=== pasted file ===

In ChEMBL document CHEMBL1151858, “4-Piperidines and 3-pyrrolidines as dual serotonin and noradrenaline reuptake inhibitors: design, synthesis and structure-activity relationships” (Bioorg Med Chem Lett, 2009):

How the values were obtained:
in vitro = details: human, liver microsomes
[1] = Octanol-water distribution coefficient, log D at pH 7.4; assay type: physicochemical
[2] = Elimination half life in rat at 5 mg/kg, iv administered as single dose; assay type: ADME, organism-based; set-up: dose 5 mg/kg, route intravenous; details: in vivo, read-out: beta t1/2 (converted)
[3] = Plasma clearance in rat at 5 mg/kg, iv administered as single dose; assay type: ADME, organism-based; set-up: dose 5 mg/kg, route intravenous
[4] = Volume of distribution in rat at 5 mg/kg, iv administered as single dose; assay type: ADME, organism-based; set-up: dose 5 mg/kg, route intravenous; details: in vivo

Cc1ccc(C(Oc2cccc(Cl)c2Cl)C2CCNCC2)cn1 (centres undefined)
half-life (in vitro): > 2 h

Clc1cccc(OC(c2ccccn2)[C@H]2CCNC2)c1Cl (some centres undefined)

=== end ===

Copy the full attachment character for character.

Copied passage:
In ChEMBL document CHEMBL1151858, “4-Piperidines and 3-pyrrolidines as dual serotonin and noradrenaline reuptake inhibitors: design, synthesis and structure-activity relationships” (Bioorg Med Chem Lett, 2009):

How the values were obtained:
in vitro = details: human, liver microsomes
[1] = Octanol-water distribution coefficient, log D at pH 7.4; assay type: physicochemical
[2] = Elimination half life in rat at 5 mg/kg, iv administered as single dose; assay type: ADME, organism-based; set-up: dose 5 mg/kg, route intravenous; details: in vivo, read-out: beta t1/2 (converted)
[3] = Plasma clearance in rat at 5 mg/kg, iv administered as single dose; assay type: ADME, organism-based; set-up: dose 5 mg/kg, route intravenous
[4] = Volume of distribution in rat at 5 mg/kg, iv administered as single dose; assay type: ADME, organism-based; set-up: dose 5 mg/kg, route intravenous; details: in vivo

Cc1ccc(C(Oc2cccc(Cl)c2Cl)C2CCNCC2)cn1 (centres undefined)
half-life (in vitro): > 2 h

Clc1cccc(OC(c2ccccn2)[C@H]2CCNC2)c1Cl (some centres undefined)